NCPA - National Center for Policy Analysis

Lobbying Efforts Outweigh Campaign Contributions

May 30, 2001

In popular opinion, contributions to candidates by Political Action Committees (PACs) are corrupting -- in effect, equivalent to bribes. Although PACs may be formed by labor unions and individuals, those formed by executives of particular corporations or industries are seen as particularly suspicious. Corporations may also make direct contributions to political parties. These so-called soft money contributions are unlimited.

The authors of a recent study reasoned that if PAC contributions were an attempt to sway legislators, one might expect the maximum amount possible ($5,000) would be donated, and that it would tend to be given to secure officeholders.

  • However, they found that few PACs make the maximum contribution allowed by law -- on average, labor PACs donate $1,500, trade PACs donate $1,300 and corporate PACs donate only $700.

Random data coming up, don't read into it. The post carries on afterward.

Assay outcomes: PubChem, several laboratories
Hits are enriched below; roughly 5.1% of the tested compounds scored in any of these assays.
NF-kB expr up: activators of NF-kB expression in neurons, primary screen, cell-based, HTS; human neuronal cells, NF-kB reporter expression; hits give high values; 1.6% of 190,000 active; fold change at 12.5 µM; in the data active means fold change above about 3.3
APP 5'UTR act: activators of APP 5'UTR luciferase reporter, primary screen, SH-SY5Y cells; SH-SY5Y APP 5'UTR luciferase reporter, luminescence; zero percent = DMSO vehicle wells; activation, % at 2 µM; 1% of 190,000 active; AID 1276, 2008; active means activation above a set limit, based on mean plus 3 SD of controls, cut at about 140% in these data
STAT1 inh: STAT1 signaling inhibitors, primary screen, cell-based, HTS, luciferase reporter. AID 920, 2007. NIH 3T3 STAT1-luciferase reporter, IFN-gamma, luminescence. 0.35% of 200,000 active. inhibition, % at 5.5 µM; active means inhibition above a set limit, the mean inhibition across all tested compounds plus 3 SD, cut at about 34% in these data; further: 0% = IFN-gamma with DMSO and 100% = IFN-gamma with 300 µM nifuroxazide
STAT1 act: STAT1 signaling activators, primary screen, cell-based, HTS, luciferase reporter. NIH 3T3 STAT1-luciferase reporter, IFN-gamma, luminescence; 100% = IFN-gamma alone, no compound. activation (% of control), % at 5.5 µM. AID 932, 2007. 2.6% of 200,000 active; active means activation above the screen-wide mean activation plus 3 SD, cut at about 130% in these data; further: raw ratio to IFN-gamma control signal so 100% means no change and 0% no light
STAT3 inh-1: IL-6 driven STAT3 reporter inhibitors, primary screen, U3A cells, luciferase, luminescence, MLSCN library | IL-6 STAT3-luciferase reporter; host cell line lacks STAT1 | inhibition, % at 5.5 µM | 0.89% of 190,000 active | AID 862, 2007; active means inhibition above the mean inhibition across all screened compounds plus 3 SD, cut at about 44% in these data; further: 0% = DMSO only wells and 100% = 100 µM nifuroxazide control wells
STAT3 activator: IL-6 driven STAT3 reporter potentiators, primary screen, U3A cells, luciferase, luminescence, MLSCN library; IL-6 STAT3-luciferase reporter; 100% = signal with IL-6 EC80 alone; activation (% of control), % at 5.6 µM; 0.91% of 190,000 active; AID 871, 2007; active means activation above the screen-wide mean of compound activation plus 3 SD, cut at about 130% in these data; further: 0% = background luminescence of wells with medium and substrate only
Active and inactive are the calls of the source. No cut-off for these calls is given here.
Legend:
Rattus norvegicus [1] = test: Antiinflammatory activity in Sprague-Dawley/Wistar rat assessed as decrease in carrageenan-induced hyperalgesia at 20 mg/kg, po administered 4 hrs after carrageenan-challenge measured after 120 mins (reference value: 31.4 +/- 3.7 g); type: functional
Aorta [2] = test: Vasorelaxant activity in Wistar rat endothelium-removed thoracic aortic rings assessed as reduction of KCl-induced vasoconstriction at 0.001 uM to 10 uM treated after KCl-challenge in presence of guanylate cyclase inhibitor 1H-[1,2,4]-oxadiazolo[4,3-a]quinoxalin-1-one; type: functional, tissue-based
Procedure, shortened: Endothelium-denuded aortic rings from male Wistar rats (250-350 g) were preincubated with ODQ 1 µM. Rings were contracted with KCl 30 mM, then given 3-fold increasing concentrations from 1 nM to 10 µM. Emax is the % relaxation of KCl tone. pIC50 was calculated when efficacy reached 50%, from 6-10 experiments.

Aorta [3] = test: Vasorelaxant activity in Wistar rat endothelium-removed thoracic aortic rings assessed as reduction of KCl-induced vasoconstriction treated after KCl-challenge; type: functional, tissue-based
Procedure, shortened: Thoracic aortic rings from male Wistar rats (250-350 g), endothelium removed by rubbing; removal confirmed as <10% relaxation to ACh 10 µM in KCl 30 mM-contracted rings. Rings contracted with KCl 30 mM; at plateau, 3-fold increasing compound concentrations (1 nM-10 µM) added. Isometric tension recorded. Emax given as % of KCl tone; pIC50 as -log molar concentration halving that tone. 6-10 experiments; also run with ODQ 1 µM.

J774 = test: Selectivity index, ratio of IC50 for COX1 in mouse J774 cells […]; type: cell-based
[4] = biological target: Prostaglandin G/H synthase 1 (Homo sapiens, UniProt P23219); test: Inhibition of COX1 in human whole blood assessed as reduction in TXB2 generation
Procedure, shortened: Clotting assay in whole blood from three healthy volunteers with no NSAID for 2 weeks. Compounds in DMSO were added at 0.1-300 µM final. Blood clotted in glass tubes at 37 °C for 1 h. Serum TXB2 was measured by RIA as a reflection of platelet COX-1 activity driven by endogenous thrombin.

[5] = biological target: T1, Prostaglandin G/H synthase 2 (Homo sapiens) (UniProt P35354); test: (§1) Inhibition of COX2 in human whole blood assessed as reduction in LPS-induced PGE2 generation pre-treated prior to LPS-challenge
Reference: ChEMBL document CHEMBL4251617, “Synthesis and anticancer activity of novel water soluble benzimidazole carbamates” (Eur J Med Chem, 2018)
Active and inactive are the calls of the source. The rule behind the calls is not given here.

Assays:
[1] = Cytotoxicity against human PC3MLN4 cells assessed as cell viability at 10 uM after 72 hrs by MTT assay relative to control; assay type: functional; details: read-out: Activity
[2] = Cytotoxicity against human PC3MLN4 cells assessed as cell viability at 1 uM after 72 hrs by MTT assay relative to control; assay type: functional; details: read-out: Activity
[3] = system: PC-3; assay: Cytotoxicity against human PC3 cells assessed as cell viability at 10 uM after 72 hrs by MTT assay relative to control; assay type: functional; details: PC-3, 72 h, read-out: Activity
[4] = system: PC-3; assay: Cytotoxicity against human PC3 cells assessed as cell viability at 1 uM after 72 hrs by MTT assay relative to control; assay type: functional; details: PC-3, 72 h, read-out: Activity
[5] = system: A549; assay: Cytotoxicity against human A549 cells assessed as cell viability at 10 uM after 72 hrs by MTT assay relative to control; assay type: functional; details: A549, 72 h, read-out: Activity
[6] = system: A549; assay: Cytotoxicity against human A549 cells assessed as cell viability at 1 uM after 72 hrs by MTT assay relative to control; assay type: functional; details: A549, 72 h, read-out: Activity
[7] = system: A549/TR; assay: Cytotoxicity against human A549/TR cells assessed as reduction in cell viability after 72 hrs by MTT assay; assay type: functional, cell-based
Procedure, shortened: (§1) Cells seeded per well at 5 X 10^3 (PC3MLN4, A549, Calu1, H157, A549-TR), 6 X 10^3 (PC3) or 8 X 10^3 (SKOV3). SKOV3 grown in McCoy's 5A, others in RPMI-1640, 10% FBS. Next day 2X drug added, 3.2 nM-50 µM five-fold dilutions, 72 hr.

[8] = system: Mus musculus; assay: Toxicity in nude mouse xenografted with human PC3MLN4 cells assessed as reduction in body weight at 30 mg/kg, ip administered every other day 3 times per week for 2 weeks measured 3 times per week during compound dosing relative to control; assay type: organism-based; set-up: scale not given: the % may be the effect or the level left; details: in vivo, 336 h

• Moreover, a disproportionate share of PAC contributions are made to those running for election, compared to seated politicians; for example, senators up for election raised three times more PAC money than the remaining 66 incumbents.

Specifically, looking at political contributions by five influential industries -- tobacco, pharmaceuticals and medical products, telephone utilities, defense aerospace and computers -- the researchers found lobbying expenses far exceeded PAC contributions, and even more was allocated toward philanthropy.

  • During the 1998 election cycle, PAC contributions and soft money expenditures each totaled roughly $220 million, whereas spending on lobbying and philanthropic efforts reached $2.3 billion and $17.4 billion, respectively.
  • Pharmaceutical firms as a group, for example, spent $148 million on lobbying, compared to less than $5 million in either soft money or contributions from affiliated PACs.
  • And individual pharmaceutical firms spent at least 100 times more on corporate philanthropy than soft money and affiliated PAC contributions combined ($100 million vs. $1 million.)

Source: Jeffrey Milyo, David Primo and Timothy Groseclose, "Corporate PAC Campaign Contributions in Perspective," Harris Graduate School of Public Policy Studies, University of Chicago; Business and Politics, Autumn 2000.


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